Most of us these days are moving towards Continuous Integration (CI) and Continuous Deployment (CD) processes. And, in the majority of cases, we have the testing tools and processes to help us realize this vision.
Well, this is at least true when it comes to the continuous and automatic testing of web and mobile sites and apps, but some areas are proving to be more of a hindrance. Take browser extensions for example. Testing a browser extension - be it Chrome, Firefox, Safari, Opera, or Internet Explorer - is a different matter altogether.
The Challenges of Testing Browser Extensions
Why? Well, browser extensions are embedded add-ons rather than regular HTML files. As the extension is out of scope, you can’t simulate user clicks, inspect elements, or run other such activities.
Let’s say you want to run client side testing. You can do this very easily on a website page or application by using Selenium to simulate user interaction. However, if you want to use Selenium on a browser extension, you need to first figure out where the extension's pages are located and then how to switch to their scope in the webUI to interact with them as DOM elements.
I found a very easy workaround to this problem when I was set the task of testing BlazeMeter’s Chrome Extension. I discovered that within just six steps, you can interact with an extension just like a normal HTML webpage - meaning you can automatically test your Chrome Extensions and move one step closer to flawless CI and CD processes.
In this article, I’m specifically showing you how to test a Chrome Extension, but the same principle can be applied to Firefox, Internet Explorer, and Safari.
How to Test Your Chrome Extension with Selenium (in 6 Steps)
1. Download Your Chrome Extension.
To do this, first get your webstore URL or the extension ID from the Google Web Store:
Now enter this data into the main field on this page:
Click download and save the CRX file. It’s best to store the file in the same location as your script.
Note: the CRX might also be a local file which hasn’t yet been uploaded to the Chrome WebStore. If the extension doesn’t exist in the web store, you’ll need to manually install it by dragging the CRX file into Chrome://extensions page and clicking ‘Add’. Find out more here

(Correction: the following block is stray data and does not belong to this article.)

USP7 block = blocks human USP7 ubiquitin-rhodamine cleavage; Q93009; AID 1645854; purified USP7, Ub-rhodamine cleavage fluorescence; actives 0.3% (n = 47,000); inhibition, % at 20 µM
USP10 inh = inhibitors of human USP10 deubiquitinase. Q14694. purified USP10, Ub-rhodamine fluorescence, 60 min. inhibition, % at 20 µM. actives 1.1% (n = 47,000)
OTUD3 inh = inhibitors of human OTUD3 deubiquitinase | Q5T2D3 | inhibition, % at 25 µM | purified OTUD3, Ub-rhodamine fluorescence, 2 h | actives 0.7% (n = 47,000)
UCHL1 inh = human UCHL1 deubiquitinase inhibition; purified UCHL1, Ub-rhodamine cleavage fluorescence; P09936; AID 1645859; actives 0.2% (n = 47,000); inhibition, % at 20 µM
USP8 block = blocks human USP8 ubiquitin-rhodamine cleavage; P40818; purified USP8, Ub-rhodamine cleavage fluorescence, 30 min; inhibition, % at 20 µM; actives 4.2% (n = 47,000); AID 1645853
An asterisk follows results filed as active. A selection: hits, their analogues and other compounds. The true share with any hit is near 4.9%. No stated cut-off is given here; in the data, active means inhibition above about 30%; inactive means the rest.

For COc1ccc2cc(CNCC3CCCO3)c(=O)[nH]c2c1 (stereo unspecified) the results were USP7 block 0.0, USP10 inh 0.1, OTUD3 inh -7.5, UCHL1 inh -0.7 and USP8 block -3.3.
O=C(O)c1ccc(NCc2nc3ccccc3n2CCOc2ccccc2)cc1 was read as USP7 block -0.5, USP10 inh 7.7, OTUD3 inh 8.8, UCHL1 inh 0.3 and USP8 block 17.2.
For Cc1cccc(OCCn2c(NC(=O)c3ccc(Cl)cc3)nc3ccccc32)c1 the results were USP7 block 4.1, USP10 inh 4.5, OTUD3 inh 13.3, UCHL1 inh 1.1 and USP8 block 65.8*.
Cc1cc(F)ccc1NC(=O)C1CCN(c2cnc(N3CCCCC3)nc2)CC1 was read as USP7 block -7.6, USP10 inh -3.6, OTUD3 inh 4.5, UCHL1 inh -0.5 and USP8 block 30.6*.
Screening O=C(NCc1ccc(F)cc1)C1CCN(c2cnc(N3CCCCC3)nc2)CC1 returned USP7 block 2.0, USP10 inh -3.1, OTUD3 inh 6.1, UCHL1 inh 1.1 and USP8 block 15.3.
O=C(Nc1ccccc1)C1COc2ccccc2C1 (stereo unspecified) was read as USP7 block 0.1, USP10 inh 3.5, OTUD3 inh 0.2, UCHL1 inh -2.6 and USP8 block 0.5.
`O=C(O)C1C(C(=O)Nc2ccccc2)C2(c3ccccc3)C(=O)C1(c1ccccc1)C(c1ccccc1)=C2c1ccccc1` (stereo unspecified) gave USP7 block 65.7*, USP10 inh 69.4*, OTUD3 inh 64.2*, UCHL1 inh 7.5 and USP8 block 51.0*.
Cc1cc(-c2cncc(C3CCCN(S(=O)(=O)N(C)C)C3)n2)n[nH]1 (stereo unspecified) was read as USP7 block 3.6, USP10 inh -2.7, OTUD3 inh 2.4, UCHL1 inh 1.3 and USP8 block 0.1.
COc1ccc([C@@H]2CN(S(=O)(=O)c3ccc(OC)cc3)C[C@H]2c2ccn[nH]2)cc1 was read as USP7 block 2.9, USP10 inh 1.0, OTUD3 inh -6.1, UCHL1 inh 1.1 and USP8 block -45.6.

2. Download the Chrome Extension Source Viewer from the Google Web Store.
3. View the Source of Your CRX File.
To do this, go to your Chrome Extension in the Google Web Store, click the yellow icon in the browser and go to ‘View Source’.
If the CRX file isn’t shown in the Web Store, you’ll need to view the source files manually. You can do this by clicking this link and uploading the CRX file.
4. Identify the Page that You Want to Test
If you want to locate a specific page, you’ll need to extract the unique ID of the CRX in the Chrome Extension.
First off, get the unique ID of your Chrome Extension by right clicking on it and selecting ‘Options’.
This will take you to your unique ID/page URL: chrome-extension://UNIQUEID/options.html (in this case it is: chrome-extension://mbopgmdnpcbohhpnfglgohlbhfongabi/options.html).
Alternatively, you can get your unique ID from the Chrome://extensions page (as in the screenshot below).
Now go back to the CRX resource list and select the specific page that you’re looking for: SPECIFICPAGE.HTML (in the screenshot below, this is: popup.html).
Now change options.html with your specific page on your unique URL.
(In my case, I changed it from this chrome-extension://mbopgmdnpcbohhpnfglgohlbhfongabi/options.html to this: chrome-extension://mbopgmdnpcbohhpnfglgohlbhfongabi/popup.html)
Now copy this URL. You’ll need to use it later in your Webdriver code.
5. Initiate Your Script to Create a New ChromeDriver
To enter your Chrome Extension into ChromeDriver (a standalone server which implements WebDriver’s wire protocol), you’ll need to add new code at the beginning of the script when creating the browser object.
Here’s the syntax for some of the supported Selenium programming languages:
6. Navigate to Your ChromeDriver Website Page
Use the following to do this:
Now it’s back into your scope. This means that you interact and test it as you would a normal HTML webpage.
In most cases, an iFrame would be included in the HTML file. There’s a pretty easy way to switch the focus to the iframe. Here are some examples for some of the supported Selenium languages:
*FRAME_NAME = Id, name, xpath, css_selector and other element locators.
This is a pretty simple way to get your Chrome Extension into your scope so you can test it as you would a normal website page.
Now for my next challenge - to discover a way to test the dynamic elements (such as the Counter) on the Chrome Extension icon! Stay tuned! :)
If you have any questions or would like to tell us about related experiences, please share in the comments box below.
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